September 1, 2018
Jason Robinson’s Janus Ensemble:
pfMentum PFMCD 115
Using all the sonic colors available from an 11-piece ensemble, San Diego-based tenor saxophonist Jason Robinson has composed a seven-part suite that articulates straightforward swing without sacrificing exploratory touches. While recruiting some exceptional talent, Robinson’s writing emphases its uniqueness with a non-expected orchestration that includes three low-brass players, four reeds divided between saxophone and clarinets, two percussionists. plus double bass and guitar. While the expansive arrangements are sometimes enlarged enough to reflect Stan Kenton orchestra at its most restrained, the bedrock riffs and rhythms relate back to more subtle organization of the pre-war Fletcher Henderson and Duke Ellington bands.
Starting off “Facing East” with his own scene-setting tenor saxophone, Robinson’s double-tonguing and twitters set up the band’s percussive entrance and continue intersecting with Marty Ehrlich’s crying alto saxophone tones as guitarist Liberty Ellman’s rhythm licks prod the piece along with. Ehrlich’s skill as a Blues interpreter is notable throughout the disc, especially on tunes such as “Confluence” where his soulful output moves from flutter-tonguing to sheets of sound as the sections chug along like he best 1930s big band playing a train Blues. Solos are distributed organically among the band members as the suite evolves, with even the concluding “Outcropping” as notable for its instrumental showcasing as its efficient summing up of what was expressed earlier. Here Ches Smith and George Schuller demonstrate that two drum sets can be judicious as well as jarring, with a combination of designated textures and a wide variety of percussion add-ons, emphasizing the subtly of their duets, which are light years away from the clichéd JATP drum battles of the 1940s. Michael Dessen’s straight-ahead trombone pumping is also cushioned by surround-sound horn vamps, while Oscar Noriega’s brief bass clarinet solo is similarly accompanied as it outlines unruffled simplicity.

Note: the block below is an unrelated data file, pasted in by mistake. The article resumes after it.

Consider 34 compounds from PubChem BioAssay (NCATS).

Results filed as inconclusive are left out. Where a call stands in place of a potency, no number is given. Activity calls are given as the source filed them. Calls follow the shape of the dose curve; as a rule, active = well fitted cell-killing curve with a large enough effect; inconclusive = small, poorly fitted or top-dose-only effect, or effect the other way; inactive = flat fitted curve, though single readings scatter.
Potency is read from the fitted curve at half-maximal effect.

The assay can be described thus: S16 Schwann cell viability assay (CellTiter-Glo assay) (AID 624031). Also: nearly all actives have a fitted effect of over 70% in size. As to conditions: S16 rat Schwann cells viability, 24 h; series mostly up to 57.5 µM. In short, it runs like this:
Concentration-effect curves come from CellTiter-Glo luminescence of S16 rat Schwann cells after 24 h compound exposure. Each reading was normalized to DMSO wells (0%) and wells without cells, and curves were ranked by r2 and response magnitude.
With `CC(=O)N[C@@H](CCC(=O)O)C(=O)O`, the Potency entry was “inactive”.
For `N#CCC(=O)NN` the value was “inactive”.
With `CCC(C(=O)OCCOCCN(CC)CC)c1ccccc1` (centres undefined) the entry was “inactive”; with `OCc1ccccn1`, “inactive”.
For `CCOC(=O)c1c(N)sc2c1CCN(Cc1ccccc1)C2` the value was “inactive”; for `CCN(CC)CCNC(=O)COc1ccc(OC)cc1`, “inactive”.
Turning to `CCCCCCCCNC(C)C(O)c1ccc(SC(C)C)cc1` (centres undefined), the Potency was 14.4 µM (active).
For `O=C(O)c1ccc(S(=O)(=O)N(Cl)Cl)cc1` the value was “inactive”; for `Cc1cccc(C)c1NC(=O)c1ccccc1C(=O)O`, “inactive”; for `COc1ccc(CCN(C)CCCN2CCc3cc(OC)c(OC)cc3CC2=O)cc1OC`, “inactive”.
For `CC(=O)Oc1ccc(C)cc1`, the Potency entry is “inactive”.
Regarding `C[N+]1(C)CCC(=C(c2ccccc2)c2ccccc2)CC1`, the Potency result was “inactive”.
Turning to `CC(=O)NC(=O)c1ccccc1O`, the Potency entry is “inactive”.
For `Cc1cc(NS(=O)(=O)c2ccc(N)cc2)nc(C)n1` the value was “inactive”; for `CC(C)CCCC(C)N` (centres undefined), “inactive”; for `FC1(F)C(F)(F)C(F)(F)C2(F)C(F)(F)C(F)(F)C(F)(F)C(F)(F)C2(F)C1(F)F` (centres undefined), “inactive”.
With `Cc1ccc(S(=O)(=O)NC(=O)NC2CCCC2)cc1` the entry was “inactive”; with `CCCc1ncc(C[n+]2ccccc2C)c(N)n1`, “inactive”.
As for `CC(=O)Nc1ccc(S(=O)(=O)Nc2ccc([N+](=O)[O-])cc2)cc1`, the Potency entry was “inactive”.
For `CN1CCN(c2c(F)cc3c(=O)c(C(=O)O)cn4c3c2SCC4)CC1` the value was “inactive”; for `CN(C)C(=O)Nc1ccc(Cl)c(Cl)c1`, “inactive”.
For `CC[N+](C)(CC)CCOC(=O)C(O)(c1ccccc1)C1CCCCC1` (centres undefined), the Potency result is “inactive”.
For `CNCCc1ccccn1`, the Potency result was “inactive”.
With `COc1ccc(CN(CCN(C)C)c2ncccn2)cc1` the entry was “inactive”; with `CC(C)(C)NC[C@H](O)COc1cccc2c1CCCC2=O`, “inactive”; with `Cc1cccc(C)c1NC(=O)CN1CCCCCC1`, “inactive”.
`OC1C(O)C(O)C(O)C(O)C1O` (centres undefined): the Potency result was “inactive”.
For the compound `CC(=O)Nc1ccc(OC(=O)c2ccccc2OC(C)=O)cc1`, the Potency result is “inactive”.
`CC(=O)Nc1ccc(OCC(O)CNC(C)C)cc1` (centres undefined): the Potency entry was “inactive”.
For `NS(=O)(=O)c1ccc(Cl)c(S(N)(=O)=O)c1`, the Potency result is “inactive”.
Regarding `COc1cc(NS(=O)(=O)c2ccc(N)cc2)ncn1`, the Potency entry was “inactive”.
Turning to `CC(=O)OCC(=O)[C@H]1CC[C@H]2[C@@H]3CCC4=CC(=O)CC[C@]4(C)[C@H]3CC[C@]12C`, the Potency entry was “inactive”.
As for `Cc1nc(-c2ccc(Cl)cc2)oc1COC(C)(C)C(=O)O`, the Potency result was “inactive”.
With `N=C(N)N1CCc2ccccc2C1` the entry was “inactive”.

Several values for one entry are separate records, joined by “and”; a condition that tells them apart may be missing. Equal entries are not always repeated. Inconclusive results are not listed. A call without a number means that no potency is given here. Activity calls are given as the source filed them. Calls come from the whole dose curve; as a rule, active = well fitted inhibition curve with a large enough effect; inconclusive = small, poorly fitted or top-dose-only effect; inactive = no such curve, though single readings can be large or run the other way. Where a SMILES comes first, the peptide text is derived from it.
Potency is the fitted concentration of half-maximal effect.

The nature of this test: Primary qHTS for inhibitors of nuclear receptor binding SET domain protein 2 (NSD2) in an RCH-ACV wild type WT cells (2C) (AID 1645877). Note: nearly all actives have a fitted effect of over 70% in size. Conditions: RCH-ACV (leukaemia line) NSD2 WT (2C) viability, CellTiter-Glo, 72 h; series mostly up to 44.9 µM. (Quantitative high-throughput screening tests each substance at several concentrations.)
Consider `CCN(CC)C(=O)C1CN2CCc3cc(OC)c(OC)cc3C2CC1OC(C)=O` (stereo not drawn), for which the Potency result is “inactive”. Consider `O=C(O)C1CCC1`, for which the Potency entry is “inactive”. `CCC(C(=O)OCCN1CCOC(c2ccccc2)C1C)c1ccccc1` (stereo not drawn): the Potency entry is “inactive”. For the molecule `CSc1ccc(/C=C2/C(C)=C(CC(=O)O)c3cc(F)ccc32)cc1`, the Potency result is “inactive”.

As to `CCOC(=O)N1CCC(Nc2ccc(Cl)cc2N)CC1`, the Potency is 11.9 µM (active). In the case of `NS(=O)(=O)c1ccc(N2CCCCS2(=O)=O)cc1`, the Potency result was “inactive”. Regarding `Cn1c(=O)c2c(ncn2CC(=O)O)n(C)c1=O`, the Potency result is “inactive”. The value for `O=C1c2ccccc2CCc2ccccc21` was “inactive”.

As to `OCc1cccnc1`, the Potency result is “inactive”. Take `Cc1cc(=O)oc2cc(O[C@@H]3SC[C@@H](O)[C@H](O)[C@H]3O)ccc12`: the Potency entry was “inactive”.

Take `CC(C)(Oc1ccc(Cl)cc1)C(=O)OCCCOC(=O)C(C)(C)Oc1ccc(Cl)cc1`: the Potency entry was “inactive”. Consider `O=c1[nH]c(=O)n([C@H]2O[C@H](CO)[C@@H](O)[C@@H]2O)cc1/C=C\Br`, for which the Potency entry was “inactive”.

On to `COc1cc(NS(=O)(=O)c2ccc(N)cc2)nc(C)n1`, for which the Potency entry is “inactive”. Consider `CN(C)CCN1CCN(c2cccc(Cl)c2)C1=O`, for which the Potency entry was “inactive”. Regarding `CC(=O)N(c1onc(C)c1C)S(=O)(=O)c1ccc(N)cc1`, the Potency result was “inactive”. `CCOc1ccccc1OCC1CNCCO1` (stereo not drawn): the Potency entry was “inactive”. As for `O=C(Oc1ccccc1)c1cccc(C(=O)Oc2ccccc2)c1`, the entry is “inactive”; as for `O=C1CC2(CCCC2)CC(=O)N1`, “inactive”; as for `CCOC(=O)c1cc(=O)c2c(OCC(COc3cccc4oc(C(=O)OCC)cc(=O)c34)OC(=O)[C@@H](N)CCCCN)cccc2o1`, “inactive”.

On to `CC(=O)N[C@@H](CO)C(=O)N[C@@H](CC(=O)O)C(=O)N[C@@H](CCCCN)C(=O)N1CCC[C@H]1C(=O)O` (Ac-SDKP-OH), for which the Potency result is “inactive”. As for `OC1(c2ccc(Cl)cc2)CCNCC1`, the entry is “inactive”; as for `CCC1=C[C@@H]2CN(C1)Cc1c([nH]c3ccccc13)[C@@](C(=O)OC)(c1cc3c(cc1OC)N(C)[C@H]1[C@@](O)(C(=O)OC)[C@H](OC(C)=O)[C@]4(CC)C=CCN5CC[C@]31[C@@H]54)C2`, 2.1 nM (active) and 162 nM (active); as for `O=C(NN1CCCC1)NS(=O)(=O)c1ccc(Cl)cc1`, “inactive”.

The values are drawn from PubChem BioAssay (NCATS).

Still, the most superlative track not only showcases the sophistication of Robinson’s writing, but also demonstrates how versatile the sometimes earth-bound tuba can be. Expressed by Bill Lowe, low-pitched brass tones often sparkle with regular trombone-like swiftness plus high-pitched blasts, while deep-seated, expected rumbles are evoked for showiness as they moves the piece chromatically. Lowe’s tuba testimony also evolves atop stinging guitar runs and corkscrew reed bites from the tenor saxophonist.
While like the best bands such as Ellington’s, strength of interpretation on this CD somewhat depends on personnel, by giving these players a framework with which they can work, Robinson affirms his skill as a composer and orchestrator as well as a soloist.
Track Listing: 1. Facing East 2. Futures Unimagined 3. Confluence 4. Dreaming 5. Facing West 6. Circuitry Unbound 7. Outcropping
Personnel: Michael Dessen (trombone); Bill Lowe (bass trombone, tuba); Marcus Rojas (tuba); Marty Ehrlich (alto saxophone, bass clarinet, flute); Jason Robinson (tenor and soprano saxophones, alto flute); JD Parran (alto and contra alto clarinets, bass flute); Oscar Noriega (Bb and bass clarinets, alto saxophone); Liberty Ellman (guitar); Drew Gress (bass); George Schuller (drums); Ches Smith (drums, glockenspiel)